Ultraviolet by Pink Milk

Release date: October 22, 2021
Label: Black Hair Records

Swedish dark shoegazers Pink Milk released their second album at the end of October. Ultraviolet is a gloomy well of dense noise, cascades of darkness swirling from the pit. Their Spotify profile states they occult music inspired by the 80s. Reverb is their middle name, and it surrounds them like a fort.

Details on the band are skeletal, but their Bandcamp page does say that Maria and Edward Forslund wrote all the music (except the Terminator 2 Theme) and Maria wrote all the lyrics. Reviewers out there will tell you they sound like The Cure or the Cocteau Twins. It’s not until ‘Here Comes the Pain’ that I really notice the CC influence. They also sound rather like Pinkshinyultrablast though, who also delves into the reverb well.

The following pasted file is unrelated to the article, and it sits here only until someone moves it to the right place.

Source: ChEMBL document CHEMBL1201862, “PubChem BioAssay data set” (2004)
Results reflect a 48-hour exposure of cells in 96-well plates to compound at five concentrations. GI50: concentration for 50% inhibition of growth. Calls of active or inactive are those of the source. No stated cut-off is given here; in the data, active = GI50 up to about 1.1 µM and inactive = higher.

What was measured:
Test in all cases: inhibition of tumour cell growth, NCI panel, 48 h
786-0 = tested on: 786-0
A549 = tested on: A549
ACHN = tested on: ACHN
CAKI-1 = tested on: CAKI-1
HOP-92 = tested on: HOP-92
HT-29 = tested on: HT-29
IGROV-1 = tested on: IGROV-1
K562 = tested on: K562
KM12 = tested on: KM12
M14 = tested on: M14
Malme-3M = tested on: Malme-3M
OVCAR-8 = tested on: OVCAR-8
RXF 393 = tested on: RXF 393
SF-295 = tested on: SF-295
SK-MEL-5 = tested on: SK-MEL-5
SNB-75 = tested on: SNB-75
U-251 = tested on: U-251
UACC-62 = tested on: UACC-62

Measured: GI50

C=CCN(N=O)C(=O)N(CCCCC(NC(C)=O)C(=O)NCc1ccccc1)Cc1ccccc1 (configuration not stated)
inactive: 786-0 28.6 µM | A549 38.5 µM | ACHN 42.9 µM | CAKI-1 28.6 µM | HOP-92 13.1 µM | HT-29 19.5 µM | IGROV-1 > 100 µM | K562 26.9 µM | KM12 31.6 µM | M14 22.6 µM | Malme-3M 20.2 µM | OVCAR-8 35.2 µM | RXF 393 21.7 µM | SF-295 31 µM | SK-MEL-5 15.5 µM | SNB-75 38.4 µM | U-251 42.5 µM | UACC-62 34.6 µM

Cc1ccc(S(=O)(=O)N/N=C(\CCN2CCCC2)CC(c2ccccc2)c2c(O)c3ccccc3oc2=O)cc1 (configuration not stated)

The music is starkly beautiful, as witnessed by the sublime ‘Everything Must Die’. This is an undeniable truth, but do not dwell on the title. Instead, let the skittering swoops of sound wash over you along with Maria’s vocals. ‘Here Comes the Pain’ lets a bit of light in, and underscores musical influences from their formative years. ‘Into the Void’ treads a darker path, but is set alight with airy percussion. Add super rubbery bass lines and I am in darkwave heaven. 

‘Blue Eyes (River of Glass)’ ticks along like a bomb with a slow fuse, and its grandeur will please listeners. It comes in as possibly the prettiest song on this release, and its icy dream pop is a style that works well here.

‘Nobody Can Save Me Now’ touches on late period Cure as sort of a sonic stepping stone, but this duo really make this music their own. ‘Luv Hurtz’ and the aptly named ‘Sayonara’ cap off this release. ‘Sayonara’ is funereal, yet another style this group revels in.

Listen on headphones to gain an appreciation for the nuances in this recording. A dark but somewhat hopeful album from these fine purveyors of doomgaze. Highly recommended!

Pin It on Pinterest